The Federal Court of Appeal recently released its decisions in Canada (Attorney General) v. Johnstone (Johnstone) and Canadian National Railway v. Seeley (Seeley), bringing much needed clarity to the scope of the protected ground of “family status” under the Canadian Human Rights Act (the Act) as it relates to childcare obligations and the legal test to establish child care-related discrimination under the Act. 

Background

As previously discussed, both the Johnstone and Seeley cases involve female claimants that brought human rights complaints against the Canadian Border Services Agency (CBSA) and Canadian National Railway (CNR) respectively under the ground of “family status” for failing to accommodate childcare obligations. 

The Canadian Human Rights Tribunal, and subsequently the Federal Court upon judicial review, ultimately agreed with Ms. Johnstone and Ms. Seeley and in doing so, confirmed that “family status” under the Canadian Human Rights Act includes childcare responsibilities (as opposed to mere status as a parent) provided that such obligations are “of substance” and an employee has attempted to reconcile family obligations with work obligations. Notably, both the Canadian Human Rights Tribunal and the Federal Court rejected the more stringent approach to determining family status discrimination as established by the British Columbia Court of Appeal, which held that there was no discrimination unless there had been “a serious interference with a substantial parental or other family duty.” The CBSA and CNR later appealed the Federal Court’s decisions to the Federal Court of Appeal.

Federal Court of Appeal

Although the Court of Appeal (the Court) slightly modified the remedies awarded to both Ms. Johnstone and Ms. Seeley, on the whole it agreed with the decisions of the Federal Court, holding that the broad interpretation to be accorded to human rights legislation favours the inclusion of childcare obligations under the ground of family status.  In particular, the Court held that, “without reasonable accommodations for parents’ childcare obligations, many parents will be impeded from fully participating in the workforce so as to make for themselves the lives they are able and wish to have.” The Court did confirm, however, that not all childcare obligations require accommodation.  Those obligations requiring accommodation are those which a parent “cannot neglect without engaging his or legal liability.”  As an example, the Court noted that a parent cannot leave a young child unsupervised at home in the pursuit of work, as this would constitute neglect. Voluntary family activities such as family trips and extracurricular activities, however, would not normally be protected because they result from “personal choices rather than parental obligations.”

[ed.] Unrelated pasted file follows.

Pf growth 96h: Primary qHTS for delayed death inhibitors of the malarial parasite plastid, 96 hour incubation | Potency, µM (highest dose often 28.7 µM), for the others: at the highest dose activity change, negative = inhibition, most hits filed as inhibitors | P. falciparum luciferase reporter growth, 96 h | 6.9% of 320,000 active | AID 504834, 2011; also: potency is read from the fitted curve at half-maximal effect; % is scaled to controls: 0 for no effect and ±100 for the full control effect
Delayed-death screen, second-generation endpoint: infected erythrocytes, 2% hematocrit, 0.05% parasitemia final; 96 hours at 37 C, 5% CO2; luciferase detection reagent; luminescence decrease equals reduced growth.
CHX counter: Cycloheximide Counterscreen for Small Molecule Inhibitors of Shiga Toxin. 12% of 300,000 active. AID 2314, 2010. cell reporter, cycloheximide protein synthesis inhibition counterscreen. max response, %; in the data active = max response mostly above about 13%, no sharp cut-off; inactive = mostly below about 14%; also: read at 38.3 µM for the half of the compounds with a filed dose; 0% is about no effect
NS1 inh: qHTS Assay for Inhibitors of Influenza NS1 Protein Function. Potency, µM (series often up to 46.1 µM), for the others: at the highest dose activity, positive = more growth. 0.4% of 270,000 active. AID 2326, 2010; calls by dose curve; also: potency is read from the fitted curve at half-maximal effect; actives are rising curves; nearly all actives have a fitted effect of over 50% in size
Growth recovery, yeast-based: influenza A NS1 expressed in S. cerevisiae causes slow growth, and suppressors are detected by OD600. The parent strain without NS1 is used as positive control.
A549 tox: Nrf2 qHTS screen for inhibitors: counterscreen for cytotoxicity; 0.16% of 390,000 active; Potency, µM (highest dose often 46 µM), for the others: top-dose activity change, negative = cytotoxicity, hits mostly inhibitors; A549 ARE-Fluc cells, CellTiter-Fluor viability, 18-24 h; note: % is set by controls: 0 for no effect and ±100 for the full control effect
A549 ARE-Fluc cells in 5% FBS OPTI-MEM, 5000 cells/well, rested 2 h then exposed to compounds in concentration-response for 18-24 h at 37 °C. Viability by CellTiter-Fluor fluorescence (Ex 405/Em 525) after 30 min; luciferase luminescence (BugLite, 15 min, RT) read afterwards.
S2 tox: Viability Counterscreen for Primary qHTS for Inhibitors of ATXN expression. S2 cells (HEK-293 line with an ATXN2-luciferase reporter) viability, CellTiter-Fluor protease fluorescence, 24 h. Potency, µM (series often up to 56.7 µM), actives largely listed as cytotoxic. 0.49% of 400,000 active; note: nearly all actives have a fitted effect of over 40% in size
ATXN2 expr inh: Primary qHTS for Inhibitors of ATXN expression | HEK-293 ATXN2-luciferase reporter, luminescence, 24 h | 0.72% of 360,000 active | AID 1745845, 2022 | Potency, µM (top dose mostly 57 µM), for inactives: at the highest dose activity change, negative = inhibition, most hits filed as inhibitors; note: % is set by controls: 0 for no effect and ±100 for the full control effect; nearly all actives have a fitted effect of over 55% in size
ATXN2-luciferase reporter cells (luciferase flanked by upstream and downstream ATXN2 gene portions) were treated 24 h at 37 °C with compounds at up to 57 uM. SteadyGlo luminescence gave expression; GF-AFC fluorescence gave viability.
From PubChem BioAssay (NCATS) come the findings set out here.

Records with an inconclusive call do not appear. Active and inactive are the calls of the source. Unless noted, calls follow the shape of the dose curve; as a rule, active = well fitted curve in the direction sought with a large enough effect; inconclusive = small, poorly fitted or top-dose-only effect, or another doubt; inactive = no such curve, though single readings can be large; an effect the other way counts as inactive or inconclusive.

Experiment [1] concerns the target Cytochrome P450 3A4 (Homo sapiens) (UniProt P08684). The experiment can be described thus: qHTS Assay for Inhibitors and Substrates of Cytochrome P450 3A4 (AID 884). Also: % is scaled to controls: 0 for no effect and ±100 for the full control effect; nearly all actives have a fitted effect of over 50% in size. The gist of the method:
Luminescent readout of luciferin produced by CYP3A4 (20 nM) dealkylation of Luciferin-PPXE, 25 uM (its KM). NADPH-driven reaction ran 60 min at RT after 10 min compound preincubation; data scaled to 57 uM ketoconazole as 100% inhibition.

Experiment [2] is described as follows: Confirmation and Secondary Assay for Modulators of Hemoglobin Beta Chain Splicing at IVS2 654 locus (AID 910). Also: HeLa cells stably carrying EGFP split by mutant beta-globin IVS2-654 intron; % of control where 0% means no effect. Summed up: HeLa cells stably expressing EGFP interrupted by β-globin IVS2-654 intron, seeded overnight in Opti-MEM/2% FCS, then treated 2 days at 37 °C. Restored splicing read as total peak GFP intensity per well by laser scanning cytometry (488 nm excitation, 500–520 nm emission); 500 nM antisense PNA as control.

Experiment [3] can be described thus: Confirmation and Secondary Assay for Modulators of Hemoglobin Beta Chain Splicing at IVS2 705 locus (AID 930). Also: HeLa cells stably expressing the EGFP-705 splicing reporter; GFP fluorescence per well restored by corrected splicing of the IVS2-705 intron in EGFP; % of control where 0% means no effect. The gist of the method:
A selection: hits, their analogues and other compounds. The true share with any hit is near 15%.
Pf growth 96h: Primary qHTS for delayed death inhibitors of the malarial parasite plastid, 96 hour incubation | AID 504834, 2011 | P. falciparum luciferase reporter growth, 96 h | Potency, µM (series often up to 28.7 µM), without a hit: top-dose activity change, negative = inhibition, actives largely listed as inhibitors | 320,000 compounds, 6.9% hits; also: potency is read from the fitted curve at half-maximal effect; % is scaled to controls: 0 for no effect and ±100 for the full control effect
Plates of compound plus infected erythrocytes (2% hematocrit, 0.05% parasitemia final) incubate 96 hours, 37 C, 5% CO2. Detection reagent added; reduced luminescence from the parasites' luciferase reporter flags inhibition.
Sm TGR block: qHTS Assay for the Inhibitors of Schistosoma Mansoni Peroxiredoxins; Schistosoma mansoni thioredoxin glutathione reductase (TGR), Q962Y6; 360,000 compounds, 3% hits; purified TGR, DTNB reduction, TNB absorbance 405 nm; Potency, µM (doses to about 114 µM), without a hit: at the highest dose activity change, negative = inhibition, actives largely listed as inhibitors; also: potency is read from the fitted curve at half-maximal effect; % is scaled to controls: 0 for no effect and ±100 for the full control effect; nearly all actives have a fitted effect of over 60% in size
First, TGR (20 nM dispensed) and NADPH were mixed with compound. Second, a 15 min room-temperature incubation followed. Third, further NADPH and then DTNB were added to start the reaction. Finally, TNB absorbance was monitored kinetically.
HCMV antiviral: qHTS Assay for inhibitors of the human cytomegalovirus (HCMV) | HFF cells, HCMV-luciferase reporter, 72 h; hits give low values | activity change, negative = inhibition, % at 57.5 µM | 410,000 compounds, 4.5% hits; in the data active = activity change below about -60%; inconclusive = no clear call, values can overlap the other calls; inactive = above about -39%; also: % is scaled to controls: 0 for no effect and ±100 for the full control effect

Beyond confirming that childcare obligations can trigger accommodation obligations under the Act, the Court also set out the conditions that must be met in order to establish a prima facie case of childcare-related family status discrimination.  In particular, a claimant must show:

  1. that a child is under their care or supervision (and in the case of claimants who are caregivers, that at the relevant time their relationship with the child is such that they have assumed legal obligations which a parent would have);
  2. that the childcare obligation at issue engages the individual’s legal responsibility for that child as opposed to a personal choice (which also requires that the claimant show that the child has not reached an age where he or she can reasonably be expected to care for himself or herself during the parent’s work hours);
  3. that he or she has made reasonable efforts to meet those childcare obligations through reasonable alternative solutions and that no such alternative solution is reasonably accessible; and
  4. the workplace rule at issue interferes in a manner that is more than trivial or insubstantial with the fulfillment of the childcare obligation. 

With respect to the application of this test, the Court stated that the test must be sufficiently flexible to advance the broad purpose of the Act, namely “the principle that individuals should have the opportunity equal with other individuals to make for themselves the lives they are able and wish to have and to have their needs accommodated, consistent with their duties and obligations as members of society, without being hindered in or prevented from doing so by discriminatory practices based on family status.”

Our views

Certainly insofar as the Act and federally-regulated employers are concerned, the Court’s decisions in Johnstone and Seeley provide an unequivocal affirmation that childcare-related obligations can require accommodation.  Moreover, the four (4) part test as set out above should provide a clear framework by which both claimants and respondent employers can better understand when childcare-related discrimination will be established under the Act.

It ultimately remains to be seen how persuasive the Court’s commentary on these issues will be on provincial human rights tribunals, which govern provincially-regulated employers.  However, as an appellate level court, the Court’s decisions in Johnstone and Seeley will likely be accorded some deference.  We will keep you posted in this regard, as well as with respect to whether the Court’s decisions are appealed to the Supreme Court of Canada.